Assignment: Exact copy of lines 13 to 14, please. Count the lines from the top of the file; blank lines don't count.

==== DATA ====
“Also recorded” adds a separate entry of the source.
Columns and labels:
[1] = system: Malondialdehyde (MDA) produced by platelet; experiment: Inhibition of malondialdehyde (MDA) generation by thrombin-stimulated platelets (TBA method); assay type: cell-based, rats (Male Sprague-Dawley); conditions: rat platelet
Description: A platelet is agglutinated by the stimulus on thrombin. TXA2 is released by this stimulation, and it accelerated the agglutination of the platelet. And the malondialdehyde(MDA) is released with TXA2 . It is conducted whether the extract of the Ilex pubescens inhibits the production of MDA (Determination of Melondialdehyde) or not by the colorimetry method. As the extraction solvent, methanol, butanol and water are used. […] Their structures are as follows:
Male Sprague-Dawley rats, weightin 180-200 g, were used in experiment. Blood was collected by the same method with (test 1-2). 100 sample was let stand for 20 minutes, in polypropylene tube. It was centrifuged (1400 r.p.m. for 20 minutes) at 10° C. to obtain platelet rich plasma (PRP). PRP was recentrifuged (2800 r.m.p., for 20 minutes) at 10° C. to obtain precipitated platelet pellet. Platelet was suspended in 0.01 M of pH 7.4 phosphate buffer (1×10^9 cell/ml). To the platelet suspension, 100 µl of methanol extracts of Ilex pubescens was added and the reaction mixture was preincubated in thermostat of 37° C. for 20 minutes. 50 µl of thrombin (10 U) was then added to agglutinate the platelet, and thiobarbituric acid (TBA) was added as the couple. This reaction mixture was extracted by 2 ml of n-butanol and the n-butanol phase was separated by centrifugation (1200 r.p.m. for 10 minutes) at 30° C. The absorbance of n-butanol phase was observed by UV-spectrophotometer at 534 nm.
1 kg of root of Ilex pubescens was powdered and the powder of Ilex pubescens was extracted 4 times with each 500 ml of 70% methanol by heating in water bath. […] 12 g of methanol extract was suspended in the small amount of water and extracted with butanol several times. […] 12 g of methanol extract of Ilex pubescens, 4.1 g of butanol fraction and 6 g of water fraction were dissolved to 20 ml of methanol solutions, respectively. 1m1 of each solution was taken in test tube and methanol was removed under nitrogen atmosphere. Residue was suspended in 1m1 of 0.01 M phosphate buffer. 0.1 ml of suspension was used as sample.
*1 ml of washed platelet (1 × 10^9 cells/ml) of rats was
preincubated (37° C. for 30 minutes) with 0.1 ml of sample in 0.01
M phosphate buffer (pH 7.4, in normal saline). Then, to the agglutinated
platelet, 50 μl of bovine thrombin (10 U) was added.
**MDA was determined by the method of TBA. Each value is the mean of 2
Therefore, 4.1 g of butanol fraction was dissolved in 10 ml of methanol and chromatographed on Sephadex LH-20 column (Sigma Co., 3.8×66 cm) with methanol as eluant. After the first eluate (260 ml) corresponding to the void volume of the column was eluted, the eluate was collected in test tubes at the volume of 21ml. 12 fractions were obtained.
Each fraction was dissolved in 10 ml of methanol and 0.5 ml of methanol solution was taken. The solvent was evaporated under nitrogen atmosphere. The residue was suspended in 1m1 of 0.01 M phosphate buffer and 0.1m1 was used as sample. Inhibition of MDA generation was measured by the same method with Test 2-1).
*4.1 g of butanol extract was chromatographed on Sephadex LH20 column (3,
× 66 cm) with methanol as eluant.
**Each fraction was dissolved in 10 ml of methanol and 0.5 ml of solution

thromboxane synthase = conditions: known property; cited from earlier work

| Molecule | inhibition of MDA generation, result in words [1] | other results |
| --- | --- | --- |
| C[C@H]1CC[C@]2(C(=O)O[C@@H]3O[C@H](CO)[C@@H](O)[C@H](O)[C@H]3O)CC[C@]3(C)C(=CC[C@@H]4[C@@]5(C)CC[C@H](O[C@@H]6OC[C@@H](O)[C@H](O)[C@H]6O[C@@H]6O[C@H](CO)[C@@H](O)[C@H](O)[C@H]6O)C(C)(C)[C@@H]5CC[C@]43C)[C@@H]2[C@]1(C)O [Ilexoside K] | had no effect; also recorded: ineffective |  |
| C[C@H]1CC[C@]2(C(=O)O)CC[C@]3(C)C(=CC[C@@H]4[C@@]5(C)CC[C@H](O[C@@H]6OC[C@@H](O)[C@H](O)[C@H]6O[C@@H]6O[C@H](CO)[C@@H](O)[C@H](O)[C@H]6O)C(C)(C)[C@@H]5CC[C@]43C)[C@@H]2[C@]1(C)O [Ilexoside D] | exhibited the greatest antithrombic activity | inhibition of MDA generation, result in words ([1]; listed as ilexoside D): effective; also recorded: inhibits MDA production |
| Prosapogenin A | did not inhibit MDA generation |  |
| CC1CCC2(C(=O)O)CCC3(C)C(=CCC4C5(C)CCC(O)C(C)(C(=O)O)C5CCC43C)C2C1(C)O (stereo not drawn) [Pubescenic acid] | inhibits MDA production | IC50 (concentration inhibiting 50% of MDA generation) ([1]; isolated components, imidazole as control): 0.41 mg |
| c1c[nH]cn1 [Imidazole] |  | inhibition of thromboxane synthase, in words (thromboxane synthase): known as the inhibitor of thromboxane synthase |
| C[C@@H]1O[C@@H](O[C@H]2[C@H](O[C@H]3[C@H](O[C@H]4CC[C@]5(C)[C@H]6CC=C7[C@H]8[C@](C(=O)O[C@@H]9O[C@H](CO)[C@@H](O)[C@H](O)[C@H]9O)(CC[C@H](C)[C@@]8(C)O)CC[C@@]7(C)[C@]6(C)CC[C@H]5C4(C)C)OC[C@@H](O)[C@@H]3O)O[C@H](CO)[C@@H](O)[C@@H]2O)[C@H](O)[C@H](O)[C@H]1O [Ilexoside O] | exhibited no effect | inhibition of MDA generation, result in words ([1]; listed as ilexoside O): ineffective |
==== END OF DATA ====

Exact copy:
Each fraction was dissolved in 10 ml of methanol and 0.5 ml of methanol solution was taken. The solvent was evaporated under nitrogen atmosphere. The residue was suspended in 1m1 of 0.01 M phosphate buffer and 0.1m1 was used as sample. Inhibition of MDA generation was measured by the same method with Test 2-1).
*4.1 g of butanol extract was chromatographed on Sephadex LH20 column (3,